Sandwiched between the turquoise waters of the southern Dead Sea and a dramatic tan bluff, Ein Bokek’s strip of luxury hotels is the region’s main tourist zone. Ein Bokek has the area’s nicest free beaches, and is the Dead Sea’s main center for treating ailments such as psoriasis, arthritis and respiratory conditions with naturally occurring minerals and compounds.
The three most commonly heard languages here are Hebrew, Arabic and Russian – the area is hugely popular both with Israelis (Jews and Arabs) and Russians (immigrants and tourists).
Unlike beaches further north, Ein Bokek fronts evaporation pools (kept full by Dead Sea Works pumps) rather than the open sea, which is why its lake shore is not receding. There are no left-luggage facilities at Ein Bokek.
A 3km-long pedestrian promenade and occasional buses (5.80NIS) link Ein Bokek’s two hotel zones, Ein Bokek (the main, northern one) and Neve Hamei Zohar.
Ein Bokek Beach
This broad, clean beach, in the middle of Ein Bokek’s main (northern) hotel zone, is gloriously sandy. It has lifeguards, shade shelters, beach showers, changing rooms and bathrooms (closed at night).
Camping is permitted – this is a much more comfortable option than Ein Gedi Beach. Wheelchair accessible.
As of 2014, the entirety of the Ein Bokek beachfront, including areas that once belonged to specific hotels, is open to the public, with access along a lovely, shaded promenade. Facilities such as beach chairs are still reserved for paying guests.
This is one of just three wadis on the Dead Sea’s western shore that are fed year-round by spring water (the other two are at Ein Gedi). The narrow gorges, lush vegetation and waterholes make for an easy and refreshing hour-long hike. Access is through a tunnel under Rte 90, between the David and Leonardo Inn Hotels – or you can park at the trail head.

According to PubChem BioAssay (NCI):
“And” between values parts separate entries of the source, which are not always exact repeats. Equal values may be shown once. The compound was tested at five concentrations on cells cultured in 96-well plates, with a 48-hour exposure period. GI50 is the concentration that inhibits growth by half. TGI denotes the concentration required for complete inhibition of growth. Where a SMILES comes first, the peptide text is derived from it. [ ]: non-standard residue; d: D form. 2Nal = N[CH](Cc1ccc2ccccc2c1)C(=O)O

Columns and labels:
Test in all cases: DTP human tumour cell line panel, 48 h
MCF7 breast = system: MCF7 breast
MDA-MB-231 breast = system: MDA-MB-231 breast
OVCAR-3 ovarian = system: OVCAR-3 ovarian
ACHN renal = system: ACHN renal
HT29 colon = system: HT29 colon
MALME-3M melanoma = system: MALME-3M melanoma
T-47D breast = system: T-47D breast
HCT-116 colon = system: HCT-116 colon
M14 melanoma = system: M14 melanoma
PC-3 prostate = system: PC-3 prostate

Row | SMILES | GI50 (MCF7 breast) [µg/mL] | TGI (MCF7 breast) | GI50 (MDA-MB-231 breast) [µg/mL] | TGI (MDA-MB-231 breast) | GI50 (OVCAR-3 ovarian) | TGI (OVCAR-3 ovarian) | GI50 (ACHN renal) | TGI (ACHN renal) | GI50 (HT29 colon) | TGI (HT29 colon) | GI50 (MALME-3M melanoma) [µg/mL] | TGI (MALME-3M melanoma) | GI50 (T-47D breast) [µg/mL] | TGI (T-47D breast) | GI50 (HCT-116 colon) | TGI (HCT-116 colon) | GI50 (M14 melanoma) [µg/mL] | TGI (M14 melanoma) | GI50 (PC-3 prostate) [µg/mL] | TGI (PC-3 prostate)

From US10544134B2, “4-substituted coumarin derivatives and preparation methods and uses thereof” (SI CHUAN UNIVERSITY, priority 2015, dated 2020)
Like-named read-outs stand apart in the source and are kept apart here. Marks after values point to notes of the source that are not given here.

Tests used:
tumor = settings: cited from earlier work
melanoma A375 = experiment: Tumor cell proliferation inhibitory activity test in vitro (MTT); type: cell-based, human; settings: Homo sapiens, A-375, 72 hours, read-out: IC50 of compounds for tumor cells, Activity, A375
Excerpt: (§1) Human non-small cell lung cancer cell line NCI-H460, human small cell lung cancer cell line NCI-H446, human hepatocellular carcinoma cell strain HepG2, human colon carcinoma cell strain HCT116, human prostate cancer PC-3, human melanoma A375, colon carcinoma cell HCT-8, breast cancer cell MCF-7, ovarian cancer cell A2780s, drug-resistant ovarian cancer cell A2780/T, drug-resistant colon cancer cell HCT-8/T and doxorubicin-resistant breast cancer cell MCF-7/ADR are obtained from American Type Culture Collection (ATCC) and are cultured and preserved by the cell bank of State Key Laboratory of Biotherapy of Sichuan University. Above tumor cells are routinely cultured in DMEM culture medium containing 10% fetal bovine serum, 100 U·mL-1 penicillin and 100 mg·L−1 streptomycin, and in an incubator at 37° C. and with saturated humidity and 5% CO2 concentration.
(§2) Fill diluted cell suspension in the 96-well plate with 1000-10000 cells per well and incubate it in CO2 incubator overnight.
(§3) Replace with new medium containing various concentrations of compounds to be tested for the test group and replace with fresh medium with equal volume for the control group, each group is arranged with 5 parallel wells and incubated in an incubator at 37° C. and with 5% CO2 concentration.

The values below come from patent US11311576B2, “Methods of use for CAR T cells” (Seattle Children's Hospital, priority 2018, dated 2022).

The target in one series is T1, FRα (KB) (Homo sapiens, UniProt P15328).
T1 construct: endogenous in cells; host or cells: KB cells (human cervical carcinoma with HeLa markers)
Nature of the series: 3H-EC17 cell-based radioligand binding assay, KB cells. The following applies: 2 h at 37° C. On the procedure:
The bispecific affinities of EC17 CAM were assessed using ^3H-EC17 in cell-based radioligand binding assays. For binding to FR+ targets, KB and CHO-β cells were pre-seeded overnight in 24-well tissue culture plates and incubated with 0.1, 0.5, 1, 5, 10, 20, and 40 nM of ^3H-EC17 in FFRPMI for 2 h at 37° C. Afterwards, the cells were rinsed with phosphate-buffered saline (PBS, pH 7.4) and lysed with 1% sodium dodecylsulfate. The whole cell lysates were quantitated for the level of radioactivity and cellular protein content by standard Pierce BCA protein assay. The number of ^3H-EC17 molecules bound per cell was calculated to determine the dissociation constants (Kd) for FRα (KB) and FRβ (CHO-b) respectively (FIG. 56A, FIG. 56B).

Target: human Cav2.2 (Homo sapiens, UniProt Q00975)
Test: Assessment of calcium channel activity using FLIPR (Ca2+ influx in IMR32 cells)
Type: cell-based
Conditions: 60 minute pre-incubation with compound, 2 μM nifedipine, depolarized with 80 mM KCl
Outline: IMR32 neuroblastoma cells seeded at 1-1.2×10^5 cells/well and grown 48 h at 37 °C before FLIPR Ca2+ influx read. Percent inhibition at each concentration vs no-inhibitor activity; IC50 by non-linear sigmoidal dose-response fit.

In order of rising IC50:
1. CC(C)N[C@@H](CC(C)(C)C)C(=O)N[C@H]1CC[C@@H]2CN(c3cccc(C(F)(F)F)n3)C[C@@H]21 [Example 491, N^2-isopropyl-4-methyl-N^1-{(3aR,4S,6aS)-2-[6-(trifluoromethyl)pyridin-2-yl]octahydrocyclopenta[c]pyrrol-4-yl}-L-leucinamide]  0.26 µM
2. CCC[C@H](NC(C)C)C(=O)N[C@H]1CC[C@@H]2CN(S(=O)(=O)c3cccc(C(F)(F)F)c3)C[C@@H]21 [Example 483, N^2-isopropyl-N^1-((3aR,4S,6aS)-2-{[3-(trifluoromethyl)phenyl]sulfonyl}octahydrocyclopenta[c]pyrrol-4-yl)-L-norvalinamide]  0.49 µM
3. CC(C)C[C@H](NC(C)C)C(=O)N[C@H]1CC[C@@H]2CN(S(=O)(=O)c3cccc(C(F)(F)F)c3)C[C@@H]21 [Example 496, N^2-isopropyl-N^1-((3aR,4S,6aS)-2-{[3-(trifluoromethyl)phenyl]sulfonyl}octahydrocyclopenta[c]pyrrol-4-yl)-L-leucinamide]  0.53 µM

Almost every Ein Bokek hotel boasts a spa with swimming pools, saunas, spa baths, a long menu of treatments and an army of predominantly Russian therapists. Most places charge non-guests 100NIS to 260NIS to use their facilities for the day, including beach chairs but not including special treatments. Some deals include lunch.
Warning swimming in the Dead Sea
Staying safe while bobbing and paddling requires a bit more caution than at the sea shore.
- Do not under any circumstances dunk your head! If water gets in your eyes, it will sting horribly and temporarily blind you. Do not thrash around – calmly get out of the water and ask someone to help you rinse your eyes under a tap or shower.
- A Swallowing just a few gulps of sea water – or inhaling it – is extremely dangerous and can even be fatal. Seek immediate medical attention (from lifeguards) if this happens.
- Drink lots of potable water – not only will the heat dry you out, but the water of the Dead Sea is so saturated with minerals that it will suck out your body’s fluids like a thousand leeches. Remember what happened in high school physics class when you learned about osmosis by putting a slice of potato in saltwater?
- The Dead Sea can be so relaxing that some people don’t notice when westerly winds gently blow them out towards the middle of the lake (towards Jordan). Broadsheet readers are in special danger – a newspaper makes an excellent sail!
- The waters of the Dead Sea contain 20 times as much bromine, 15 times more magnesium and 10 times as much iodine as the ocean. Bromine, a component of many sedatives, relaxes the nerves; magnesium counteracts skin allergies and clears the bronchial passages; and iodine has a beneficial effect on certain